Racing in the Van Wormer family started with son Jeep racing motocross.

"My dad thought that I might kill myself doing it and in retrospect it was probably a good thing that he stopped me from doing it," says Jeep Van Wormer, who gave up motocross to become an outstanding Dirt Late Model driver.

Even though he did step down from the dirt pounding two-wheelers, he was still very good, with a number of wins coming in his five-year career, which began at age 16. It all started when his parents bought him a bike and he raced against the neighborhood kids in the backyard.

But after giving up motocross, racing was still in his blood, and while attending Central Michigan University he got interested in racing stock cars on dirt. Made sense since that was the only racing surface he knew.

"My folks figured that 'there he goes again,' but they figured these cars would be a lot safer with the good protection they provided," says Van Wormer.

Jeep is actually a nickname his dad gave him. He's been called Jeep so long thatit's become his accepted name

Modifieds came first in his foray into race vehicles with four wheels. He raced those for a couple of years and had approximately 20 wins. Then he moved to a full-bodied Street Stock and quickly garnered a pair of track championships. It was at that time that he graduated from college with a Bachelor's Degree in Marketing and Business Administration. His education provided knowledge and experience that would play heavily in his future racing career. He's not only a talented driver, but also a smart guy with the books

Then, in 2000, Van Wormer made a big transition into the powerful Dirt Late Models.

"It was a big step up. So much more horsepower, bigger tires, and so much more speed to get used to," he says. "But I had one huge advantage at the time as I was driving a used car that Scott Bloomquist had driven. He also helped me out a lot and it really paid dividends."

Bloomquist recalls Van Wormer's early career.

"Jeep started out driving my cars and he caught on real quick on to how to drive them," says Bloomquist. "I think over the years he has really improved and for the fans he's certainly exciting to watch. I think that Jeep has really matured a lot and can't get anything but better in the years to come."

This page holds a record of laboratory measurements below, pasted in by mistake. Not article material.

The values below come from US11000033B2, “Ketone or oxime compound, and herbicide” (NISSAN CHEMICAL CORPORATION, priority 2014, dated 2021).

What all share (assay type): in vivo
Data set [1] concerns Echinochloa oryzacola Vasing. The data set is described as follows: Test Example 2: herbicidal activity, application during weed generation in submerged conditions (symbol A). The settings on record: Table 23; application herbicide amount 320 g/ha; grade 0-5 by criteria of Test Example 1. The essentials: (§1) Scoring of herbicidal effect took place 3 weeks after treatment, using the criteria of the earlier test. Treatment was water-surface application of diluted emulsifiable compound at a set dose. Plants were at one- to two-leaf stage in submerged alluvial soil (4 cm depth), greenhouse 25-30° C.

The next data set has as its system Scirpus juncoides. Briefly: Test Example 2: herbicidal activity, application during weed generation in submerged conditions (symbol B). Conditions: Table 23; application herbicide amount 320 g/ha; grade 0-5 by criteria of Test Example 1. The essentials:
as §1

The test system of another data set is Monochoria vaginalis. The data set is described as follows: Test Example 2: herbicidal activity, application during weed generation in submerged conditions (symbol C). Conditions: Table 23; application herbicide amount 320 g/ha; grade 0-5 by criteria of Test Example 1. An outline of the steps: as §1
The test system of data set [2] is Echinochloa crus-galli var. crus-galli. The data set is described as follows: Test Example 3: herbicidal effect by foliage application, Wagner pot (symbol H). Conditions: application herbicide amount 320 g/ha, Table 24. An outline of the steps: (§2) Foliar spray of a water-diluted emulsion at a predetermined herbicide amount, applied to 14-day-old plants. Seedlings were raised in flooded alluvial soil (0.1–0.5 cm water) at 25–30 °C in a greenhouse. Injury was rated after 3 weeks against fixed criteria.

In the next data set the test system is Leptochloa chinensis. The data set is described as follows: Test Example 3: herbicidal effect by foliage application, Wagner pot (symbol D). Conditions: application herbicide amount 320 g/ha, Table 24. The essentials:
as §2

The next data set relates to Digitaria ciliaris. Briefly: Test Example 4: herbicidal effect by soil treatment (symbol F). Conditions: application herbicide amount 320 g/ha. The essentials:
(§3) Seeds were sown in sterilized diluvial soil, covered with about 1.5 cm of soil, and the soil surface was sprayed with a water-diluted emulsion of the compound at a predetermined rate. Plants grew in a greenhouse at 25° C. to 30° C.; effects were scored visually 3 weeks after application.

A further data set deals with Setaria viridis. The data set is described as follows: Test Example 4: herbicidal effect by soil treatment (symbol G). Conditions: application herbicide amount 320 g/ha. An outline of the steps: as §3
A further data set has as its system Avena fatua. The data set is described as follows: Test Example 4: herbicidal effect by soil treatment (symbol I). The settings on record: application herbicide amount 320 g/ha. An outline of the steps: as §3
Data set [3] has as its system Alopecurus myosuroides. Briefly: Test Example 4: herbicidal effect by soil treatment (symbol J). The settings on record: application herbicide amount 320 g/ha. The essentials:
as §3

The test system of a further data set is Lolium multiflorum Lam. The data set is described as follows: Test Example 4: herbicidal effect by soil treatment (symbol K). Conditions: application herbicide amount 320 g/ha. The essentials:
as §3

In 2001, Van Wormer enjoyed some success and decided to begin traveling. Consider, though, that this increased activity took place during his college days.

"It made it a pretty tough deal trying to race, keep up with the cars, attend class, and get homework done all at the same time," he recalls.

It was a fortunate situation that his professors worked with him when he had to miss class to race.

"They thought it was pretty cool that I was running a complete race team, doing everything myself," he says, "including the truck driving, car preparation, actual racing, and keeping up with all the paperwork.

"I want to make it clear that the family was still financing everything at the time so I watched the funds very carefully. When I had a wreck on the track, I was immediately calculating in my mind how much it was going to cost to fix it. Those factors probably kept my driving style a little more on the conservative side, but there are times you have to be aggressive."

In 2002, he competed in the full-month UMP Summer Nationals event and proved that he was a coming star. He also competed in the top-gun Extreme Series and finished 12th in points.

Through the years, there have been a number of stellar performances in the big races. For example, the Pinconning, Michigan, driver won a $10,000-to-win Summer Nationals race in 2002, the 2003 Fall Nationals at Eldora for the same money, and claimed an impressive Third place at the World 100 in 2006.

Things continued at a high-and-successful pace during the 2007 season. Through mid-October, he had nine wins, 20 Top 5s, and 30 Top 10s. There was another very close finish at the World 100, with a finish of Fifth.